It is believed the Logan Sapphire was acquired from a maharajah in India by Sir Ellice Victor Sassoon, 3rd Baronet of Bombay. At some point in time, it became the possession of American statesman and World War I veteran Colonel Meyer Robert Guggenheim of the prominent Guggenheim mining family. In the early 1950s, the Colonel gave the sapphire to his wife, Rebecca Pollard, as a Christmas gift. She kept the sapphire after Guggenheim died and she remarried John A. Logan, from which the stone's name derives. In 1960, Mrs. Logan donated the sapphire to the Smithsonian Institute, where it can now be seen in the Gem Hall, along with the Mackay Emerald.

View our current selection of rare and important sapphires

4. The Aurora Australis Opal

The Aurora Australis Opal The Aurora Australis Opal

Over 95% of the world's finest opals hail from Australia, with the Lightning Ridge region producing the most incredible black opals ever discovered. Named after the natural electrical phenomenon the play of color in this striking gem evokes is the ethereal Aurora Ausralis. This wonder of nature weighs a mesmerizing 180 carats, measuring 3-inches by 1.8-inches, and is believed to be the most valuable black opal in the world.

Discovered in 1938 approximately six meters from the surface in the remains of what was once a seabed, the back of the opal actually bears the impression of a starfish! The extraordinary range of color, from deep reds and blues to intense greens and yellows, is second-to-none. Valued at $1 million dollars, the jewel was cut from a 12-ounce (1,860-carat) rough that, at the time, was not considered of any value. The rough was acquired by the renowned Australian opal firm of Altmann & Cherny, who cut and polished the gemstone as it's seen today in the firm's Sydney showroom.

View our current selection of rare and important opals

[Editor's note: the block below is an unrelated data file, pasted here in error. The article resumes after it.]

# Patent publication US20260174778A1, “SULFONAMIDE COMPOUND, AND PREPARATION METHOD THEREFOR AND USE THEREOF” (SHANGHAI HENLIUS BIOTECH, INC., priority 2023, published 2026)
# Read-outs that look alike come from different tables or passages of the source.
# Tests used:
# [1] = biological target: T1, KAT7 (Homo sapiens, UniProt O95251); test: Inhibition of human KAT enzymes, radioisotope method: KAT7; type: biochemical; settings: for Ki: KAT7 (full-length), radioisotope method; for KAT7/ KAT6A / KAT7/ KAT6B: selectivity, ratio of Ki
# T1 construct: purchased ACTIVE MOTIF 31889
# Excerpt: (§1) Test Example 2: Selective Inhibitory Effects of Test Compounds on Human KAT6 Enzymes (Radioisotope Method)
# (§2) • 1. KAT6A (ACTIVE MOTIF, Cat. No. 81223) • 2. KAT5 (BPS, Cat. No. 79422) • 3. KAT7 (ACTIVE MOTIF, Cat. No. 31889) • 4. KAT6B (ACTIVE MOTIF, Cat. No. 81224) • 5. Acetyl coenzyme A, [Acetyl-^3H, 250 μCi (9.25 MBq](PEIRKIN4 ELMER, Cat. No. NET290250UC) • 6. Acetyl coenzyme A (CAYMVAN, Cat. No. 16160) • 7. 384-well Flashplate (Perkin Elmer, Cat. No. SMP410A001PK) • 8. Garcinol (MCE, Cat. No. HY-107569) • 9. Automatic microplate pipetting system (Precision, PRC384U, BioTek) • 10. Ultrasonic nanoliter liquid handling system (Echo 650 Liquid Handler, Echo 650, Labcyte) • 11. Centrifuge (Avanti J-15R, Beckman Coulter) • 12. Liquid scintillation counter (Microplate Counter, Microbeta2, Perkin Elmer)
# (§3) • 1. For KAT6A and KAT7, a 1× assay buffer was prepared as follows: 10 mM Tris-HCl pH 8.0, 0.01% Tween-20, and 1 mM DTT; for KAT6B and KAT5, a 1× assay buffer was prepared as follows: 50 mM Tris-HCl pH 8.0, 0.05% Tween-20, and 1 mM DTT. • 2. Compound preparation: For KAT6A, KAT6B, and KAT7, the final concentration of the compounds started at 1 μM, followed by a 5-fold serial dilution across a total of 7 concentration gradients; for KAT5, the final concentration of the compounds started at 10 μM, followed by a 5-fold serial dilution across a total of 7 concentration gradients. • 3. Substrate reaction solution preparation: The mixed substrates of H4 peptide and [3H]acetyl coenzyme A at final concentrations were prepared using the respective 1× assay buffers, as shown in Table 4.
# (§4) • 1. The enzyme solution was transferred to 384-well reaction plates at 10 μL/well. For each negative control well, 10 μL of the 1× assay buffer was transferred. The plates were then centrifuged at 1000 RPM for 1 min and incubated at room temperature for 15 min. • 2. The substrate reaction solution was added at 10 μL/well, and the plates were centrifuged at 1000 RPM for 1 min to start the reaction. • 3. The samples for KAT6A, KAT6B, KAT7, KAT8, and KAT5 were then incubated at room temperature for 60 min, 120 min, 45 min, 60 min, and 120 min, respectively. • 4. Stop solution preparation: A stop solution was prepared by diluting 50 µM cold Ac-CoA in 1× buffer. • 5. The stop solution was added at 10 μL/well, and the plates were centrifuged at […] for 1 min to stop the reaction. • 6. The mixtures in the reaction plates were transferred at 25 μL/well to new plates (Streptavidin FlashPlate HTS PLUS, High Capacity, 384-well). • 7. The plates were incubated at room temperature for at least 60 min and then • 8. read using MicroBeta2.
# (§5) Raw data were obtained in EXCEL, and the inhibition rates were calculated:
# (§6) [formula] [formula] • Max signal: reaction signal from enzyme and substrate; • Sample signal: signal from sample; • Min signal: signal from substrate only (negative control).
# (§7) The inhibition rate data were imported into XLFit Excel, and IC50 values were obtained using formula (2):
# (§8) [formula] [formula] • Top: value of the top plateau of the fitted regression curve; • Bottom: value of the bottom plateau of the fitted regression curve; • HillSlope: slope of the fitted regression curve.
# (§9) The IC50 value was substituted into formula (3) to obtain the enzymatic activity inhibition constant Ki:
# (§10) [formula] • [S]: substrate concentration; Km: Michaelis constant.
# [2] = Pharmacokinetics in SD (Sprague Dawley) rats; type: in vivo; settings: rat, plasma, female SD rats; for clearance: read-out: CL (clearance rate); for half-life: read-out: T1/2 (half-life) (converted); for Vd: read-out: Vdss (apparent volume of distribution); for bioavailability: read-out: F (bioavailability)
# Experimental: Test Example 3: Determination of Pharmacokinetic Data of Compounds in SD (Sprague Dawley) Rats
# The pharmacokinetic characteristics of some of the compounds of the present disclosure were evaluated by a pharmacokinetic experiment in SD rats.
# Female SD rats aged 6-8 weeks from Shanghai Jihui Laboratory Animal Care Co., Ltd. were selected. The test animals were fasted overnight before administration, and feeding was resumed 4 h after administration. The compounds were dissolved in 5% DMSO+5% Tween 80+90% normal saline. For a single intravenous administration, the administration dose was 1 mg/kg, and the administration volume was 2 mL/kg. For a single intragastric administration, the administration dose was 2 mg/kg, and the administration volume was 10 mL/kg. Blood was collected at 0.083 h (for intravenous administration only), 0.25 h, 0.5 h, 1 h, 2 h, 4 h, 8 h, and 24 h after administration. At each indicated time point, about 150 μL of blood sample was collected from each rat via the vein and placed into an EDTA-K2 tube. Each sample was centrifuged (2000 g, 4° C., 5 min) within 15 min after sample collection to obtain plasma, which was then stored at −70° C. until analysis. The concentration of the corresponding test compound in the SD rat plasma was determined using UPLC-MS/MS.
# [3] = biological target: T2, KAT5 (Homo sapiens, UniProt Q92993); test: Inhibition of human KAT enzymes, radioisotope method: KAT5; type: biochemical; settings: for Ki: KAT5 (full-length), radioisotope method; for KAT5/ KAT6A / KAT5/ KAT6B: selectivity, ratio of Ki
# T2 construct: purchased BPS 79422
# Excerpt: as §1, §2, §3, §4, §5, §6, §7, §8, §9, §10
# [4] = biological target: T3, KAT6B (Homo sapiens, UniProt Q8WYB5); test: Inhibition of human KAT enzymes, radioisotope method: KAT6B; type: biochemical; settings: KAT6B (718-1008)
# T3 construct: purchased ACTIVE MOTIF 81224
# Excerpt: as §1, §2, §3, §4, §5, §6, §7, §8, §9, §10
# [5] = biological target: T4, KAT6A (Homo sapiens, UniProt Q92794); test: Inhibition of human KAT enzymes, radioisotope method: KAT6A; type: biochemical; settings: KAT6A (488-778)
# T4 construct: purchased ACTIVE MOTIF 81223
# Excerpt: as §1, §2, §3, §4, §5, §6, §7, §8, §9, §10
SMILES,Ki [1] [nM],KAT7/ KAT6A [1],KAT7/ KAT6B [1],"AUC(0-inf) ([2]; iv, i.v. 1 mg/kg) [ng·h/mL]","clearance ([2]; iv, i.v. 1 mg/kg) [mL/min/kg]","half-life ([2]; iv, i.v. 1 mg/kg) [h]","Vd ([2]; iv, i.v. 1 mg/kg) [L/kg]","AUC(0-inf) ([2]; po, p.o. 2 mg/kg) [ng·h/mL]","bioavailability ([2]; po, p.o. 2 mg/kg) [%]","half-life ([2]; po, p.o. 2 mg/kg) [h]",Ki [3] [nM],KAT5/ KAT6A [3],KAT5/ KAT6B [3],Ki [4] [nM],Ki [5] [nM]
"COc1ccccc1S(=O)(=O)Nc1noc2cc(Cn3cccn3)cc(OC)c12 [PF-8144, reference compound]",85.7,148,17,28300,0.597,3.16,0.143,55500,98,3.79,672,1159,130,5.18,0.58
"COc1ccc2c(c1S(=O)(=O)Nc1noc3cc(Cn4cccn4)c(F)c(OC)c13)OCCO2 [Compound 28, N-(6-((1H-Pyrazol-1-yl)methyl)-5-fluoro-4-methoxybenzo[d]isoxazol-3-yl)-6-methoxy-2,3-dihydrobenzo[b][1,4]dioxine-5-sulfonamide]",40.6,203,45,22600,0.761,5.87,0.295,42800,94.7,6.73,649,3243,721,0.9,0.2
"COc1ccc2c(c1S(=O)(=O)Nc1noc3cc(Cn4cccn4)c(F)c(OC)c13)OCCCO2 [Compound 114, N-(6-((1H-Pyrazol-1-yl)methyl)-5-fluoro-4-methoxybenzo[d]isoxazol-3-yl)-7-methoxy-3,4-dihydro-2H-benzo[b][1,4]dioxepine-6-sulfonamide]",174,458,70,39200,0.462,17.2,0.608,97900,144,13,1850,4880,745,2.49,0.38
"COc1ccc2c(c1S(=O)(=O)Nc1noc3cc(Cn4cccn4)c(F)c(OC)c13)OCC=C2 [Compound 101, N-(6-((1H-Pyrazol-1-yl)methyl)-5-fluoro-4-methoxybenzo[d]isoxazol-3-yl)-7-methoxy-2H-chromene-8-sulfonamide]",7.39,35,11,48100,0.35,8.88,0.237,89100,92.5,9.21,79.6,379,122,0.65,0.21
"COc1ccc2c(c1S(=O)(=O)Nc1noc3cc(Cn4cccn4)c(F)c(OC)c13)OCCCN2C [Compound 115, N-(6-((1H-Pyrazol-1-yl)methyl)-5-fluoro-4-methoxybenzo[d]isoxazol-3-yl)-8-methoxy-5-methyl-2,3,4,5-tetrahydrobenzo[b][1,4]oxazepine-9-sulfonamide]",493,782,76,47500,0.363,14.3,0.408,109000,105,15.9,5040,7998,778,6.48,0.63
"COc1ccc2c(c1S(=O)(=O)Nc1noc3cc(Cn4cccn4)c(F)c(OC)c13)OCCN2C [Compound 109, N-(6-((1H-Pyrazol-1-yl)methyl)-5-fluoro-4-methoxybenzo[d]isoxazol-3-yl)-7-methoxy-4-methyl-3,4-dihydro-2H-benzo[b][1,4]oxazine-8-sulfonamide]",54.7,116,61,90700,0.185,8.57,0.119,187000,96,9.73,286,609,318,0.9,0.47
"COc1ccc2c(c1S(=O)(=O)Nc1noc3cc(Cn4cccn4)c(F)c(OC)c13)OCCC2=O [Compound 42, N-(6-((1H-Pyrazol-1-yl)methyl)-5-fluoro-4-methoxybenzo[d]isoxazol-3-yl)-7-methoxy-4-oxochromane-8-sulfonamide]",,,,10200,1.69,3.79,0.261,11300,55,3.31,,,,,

5. The Black Prince's Ruby (Spinel)

The Black Prince's Ruby is set within the British Imperial State Crown. The Black Prince's Ruby is set within the British Imperial State Crown.

The history of this royal gem can be traced back to its first known owner and namesake. England's Edward of Woodstock, better known as the “Black Prince,” was given this 170-carat spinel in 1367 by the Moorish Prince of Granada in exchange for the English sovereign's military assistance in putting down a revolt. Some accounts say Edward demanded the ruby as payment, while others say it was willingly given to him.

However it was acquired, it has remained within the Royal Family since. Kings from Henry V through Richard III wore the jewel in battle, as it was believed the ruby was a symbol of courage and vitality, protecting the wearer from evil and misfortune. Today, the Black Prince's Ruby holds a place of prominence within the Imperial State Crown of England mounted directly above the Cullinan II diamond.

Queen Elizabeth II wearing the Imperial State Crown. Queen Elizabeth II wearing the Imperial State Crown.

But what makes this gemstone's story even more fascinating is the fact that it's not actually a ruby...it's a spinel! So why is it still referred to as a ruby?

Before modern technology, spinels and rubies were both known as “balas rubies” or simply rubies. It wasn't discovered until 1783 that the two stones, though they look incredibly similar, possess very different chemical properties: rubies being the red crystalline variety of aluminum oxide known as corundum, while red spinels are composed of oxygen, iron, magnesia, and chromium. Even after this realization, the ruby moniker just stuck, and continues to be referred to as a ruby to this day.

View our current selection of rare and important colored gemstones